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Cardiolipin as Key Lipid of Mitochondria in Health and Disease

October 1-2, 2017
Martina Franca, Italy

By Angela Corcelli, PhD, Professor of Physiology, Department of Basic Medical Sciences, Neurosciences and Sensory Organs, University of Bari Aldo Moro, Bari, Italy

Differently from the previous meetings, this time I shared the responsibility of the meeting organization not only with Michael Schlame (NY) and Simona Lobasso (Bari), but also with Peter Buetikofer professor in Bern. Peter is strongly interested in cardiolipin and its role in Trypanosoma brucei, the human parasite responsible for African trypanosomes, or sleeping sickness. The parasite is carried by the tsetse fly in sub-Saharan Africa.

About the location of this edition, as said before the choice of Martina Franca was made by taking in consideration the beauty of the town and of the country around and also in the light of passion of my friend Michael for the donkeys of Martina Franca, kind of mascot. I personally found the town very charming.

In this meeting, various aspects of physiopathology of different tissues and organs have been considered and examined through a kind of filter that allows to highlight the role of lipids in cell physiology.

Of course, the focus was on cardiolipin, a special phospholipid in mitochondria and not only.

The meeting in Martina Franca had the same format of the previous ones. 1-2 days of scientific sessions after the meeting of families of Barth boys carrying a modification in the TAZ gene encoding for a transacylase operating on cardiolipin.

When the protein encoded by TAZ gene is missing, alterations in the bioenergetics of the heart and muscles occur, seriously compromising the life of the boys.  The correct diagnosis of the disease requires to perform in parallel gene and lipid analyses; in the white blood cells of Barth boys typically a decrease of cardiolipin levels and an increase of monolysocardiolipin are observed.

Monolysocardiolipin is a phospholipid only rarely seen in cell membranes. An exception is the case of the outer membrane of a gram negative bacterium Acinetobacter baumannii; a poster of my group documented this occurence.

The Taz gene has been discovered in 1996 by Daniela Toniolo. The disease arising from the lack of tafazzin was first described by a pediatrician in Holland, Peter Barth in 1983. The study of the physiological processes can often take advantage of mutations or genetic defects that specifically affect or impair one step of complex molecular pathways. Genetic defects are indeed molecular tools in hands of physiologists. We have indeed the ambition to contribute to basic knowledge and at the same time to help in finding therapeutic solutions for Barth boys.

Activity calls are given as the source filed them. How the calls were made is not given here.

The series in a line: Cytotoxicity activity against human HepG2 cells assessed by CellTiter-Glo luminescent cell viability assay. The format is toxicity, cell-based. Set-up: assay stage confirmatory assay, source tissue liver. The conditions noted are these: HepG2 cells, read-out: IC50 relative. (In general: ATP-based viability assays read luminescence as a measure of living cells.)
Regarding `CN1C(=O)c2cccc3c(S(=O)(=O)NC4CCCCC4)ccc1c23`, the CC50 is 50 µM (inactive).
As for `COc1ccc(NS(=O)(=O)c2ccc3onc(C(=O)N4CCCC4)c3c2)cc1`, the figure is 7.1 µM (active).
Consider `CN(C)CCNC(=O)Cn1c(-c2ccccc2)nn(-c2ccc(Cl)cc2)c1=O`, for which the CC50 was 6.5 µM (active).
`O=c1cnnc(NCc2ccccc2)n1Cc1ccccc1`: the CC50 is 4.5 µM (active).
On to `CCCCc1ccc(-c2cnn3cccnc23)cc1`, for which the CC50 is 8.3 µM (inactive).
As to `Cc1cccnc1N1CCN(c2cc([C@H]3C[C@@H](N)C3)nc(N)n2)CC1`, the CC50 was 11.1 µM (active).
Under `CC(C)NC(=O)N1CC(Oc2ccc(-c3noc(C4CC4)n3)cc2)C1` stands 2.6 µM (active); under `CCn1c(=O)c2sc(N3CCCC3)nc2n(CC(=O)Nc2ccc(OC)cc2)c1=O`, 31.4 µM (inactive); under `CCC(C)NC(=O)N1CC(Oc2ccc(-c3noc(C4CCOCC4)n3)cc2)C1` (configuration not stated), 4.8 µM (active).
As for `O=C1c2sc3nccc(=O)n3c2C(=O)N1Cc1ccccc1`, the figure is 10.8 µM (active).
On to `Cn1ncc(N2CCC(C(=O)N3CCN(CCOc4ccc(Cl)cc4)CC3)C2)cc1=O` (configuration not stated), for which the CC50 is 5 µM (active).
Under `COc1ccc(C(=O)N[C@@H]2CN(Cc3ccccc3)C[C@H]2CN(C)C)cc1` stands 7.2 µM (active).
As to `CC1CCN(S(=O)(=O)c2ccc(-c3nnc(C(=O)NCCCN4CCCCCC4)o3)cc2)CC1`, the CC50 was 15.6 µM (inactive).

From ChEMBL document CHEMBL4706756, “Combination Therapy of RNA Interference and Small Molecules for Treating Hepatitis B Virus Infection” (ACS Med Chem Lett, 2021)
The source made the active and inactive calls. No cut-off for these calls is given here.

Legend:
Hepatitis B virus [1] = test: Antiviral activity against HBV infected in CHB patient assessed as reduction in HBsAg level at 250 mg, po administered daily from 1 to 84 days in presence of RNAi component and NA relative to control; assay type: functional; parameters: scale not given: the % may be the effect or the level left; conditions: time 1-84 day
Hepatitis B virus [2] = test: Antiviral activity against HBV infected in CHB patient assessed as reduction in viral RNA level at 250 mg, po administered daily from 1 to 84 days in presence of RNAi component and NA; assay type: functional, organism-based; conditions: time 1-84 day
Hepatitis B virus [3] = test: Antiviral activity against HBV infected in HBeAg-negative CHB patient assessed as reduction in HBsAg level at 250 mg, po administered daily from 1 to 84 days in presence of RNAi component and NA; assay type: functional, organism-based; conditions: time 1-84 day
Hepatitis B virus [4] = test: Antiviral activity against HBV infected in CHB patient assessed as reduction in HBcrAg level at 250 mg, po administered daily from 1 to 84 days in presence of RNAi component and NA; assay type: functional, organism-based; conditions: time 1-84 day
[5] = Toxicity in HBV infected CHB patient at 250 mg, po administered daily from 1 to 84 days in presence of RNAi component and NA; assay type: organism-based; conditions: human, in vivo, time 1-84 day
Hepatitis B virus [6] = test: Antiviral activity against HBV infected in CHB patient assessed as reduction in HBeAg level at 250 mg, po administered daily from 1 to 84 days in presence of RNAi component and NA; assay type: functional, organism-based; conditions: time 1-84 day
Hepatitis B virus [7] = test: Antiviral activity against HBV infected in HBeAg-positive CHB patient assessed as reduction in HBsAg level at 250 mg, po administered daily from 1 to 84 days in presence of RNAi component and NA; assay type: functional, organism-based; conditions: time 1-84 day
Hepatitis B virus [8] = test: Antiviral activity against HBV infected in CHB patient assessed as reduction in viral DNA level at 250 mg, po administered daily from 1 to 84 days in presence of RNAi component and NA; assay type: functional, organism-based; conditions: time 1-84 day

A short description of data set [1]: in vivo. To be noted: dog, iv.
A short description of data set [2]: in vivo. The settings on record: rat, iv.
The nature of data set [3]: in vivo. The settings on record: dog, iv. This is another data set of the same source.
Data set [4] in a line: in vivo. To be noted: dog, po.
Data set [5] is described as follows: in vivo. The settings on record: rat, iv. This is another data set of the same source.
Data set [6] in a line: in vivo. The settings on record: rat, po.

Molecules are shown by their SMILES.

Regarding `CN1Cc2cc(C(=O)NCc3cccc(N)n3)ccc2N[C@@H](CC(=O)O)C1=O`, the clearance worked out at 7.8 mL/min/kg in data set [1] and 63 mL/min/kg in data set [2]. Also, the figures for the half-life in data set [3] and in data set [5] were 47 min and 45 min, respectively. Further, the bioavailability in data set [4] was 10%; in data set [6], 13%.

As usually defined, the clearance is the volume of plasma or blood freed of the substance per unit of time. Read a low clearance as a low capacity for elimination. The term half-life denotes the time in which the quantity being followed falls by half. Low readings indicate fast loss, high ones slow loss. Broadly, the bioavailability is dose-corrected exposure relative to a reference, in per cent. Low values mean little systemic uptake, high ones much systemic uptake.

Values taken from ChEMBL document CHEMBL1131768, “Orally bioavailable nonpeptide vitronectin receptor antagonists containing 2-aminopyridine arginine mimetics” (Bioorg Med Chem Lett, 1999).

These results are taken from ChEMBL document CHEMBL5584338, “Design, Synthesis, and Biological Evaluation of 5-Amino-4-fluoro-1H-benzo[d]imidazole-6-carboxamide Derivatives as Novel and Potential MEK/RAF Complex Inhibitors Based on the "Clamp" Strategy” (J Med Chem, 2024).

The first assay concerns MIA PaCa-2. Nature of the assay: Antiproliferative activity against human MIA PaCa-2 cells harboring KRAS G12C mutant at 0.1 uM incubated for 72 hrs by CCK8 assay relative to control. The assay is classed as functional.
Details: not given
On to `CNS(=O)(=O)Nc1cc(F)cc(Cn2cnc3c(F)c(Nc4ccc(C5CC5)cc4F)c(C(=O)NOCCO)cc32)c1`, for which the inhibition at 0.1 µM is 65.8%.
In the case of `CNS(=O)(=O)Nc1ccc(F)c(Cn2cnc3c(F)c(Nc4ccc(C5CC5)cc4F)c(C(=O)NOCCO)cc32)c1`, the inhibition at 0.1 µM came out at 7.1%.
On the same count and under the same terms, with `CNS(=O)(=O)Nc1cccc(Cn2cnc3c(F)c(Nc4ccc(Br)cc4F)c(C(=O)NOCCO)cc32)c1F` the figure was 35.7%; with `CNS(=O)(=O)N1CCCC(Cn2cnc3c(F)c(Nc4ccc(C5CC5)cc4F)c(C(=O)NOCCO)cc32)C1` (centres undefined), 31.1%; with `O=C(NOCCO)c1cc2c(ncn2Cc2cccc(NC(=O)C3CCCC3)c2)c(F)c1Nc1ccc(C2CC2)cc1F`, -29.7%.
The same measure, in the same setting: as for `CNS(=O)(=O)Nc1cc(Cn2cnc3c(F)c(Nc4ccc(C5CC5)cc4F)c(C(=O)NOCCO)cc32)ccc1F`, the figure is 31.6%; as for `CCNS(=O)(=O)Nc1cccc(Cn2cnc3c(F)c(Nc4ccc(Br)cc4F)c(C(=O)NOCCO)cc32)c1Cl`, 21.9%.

Few words about the scientific program. In the first day, the session "Cardiolipin in pathophysiological states" was chaired by Corrado Poggesi (Florence) in the morning and Lanfranco Corazzi (Perugia) in the afternoon. In the second day we had the session  "Molecular and Pharmacological Aspects" in two parts chaired by Peter Buetikofer and Michael Schlame.

The presentations illustrated studies on heart, muscles, brain and seminal fluid. Molecular models involving lipid organization in membranes and lipid-protein interactions have been considered. The molecular effects and pharmacological value of elamipretide (or SS31 from Stealth ) targeting cardiolipin were described. There is the hope that this molecule may work in ameliorating the conditions of Barth boys.

I would like to warmly thank Michael, Peter and Simona. 

I would like to thank all the invited speakers and chairpersons first of all for coming and but also for contributing to the meeting budget by funding their travel expenses.

I would also like to acknowledge the patronage of the Italian Society for Cardiovascular Research and the University of Salento

The meeting has been supported by Barth Italia, Barth Syndrome Foundation USA, Stealth (the company producing the SS31 peptide), Avanti Polar Lipids and by the University of Bari.

A special thank you to two persons in my group Patrizia Lopalco and Michele Dibattista, assistant professors of Physiology, for the time dedicated and their patience in helping me and Simona in the local organization.

Finally I like to thank Paola Cazzaniga, president of Barth Italia, for her efforts to make stronger the net and connections between the Barth italian families.

On the web page of the meeting (, there is now the link to a video as memory of the nice days in Martina Franca; the video was produced and edited by Eugenio Laddago as gift to Barth Italia.

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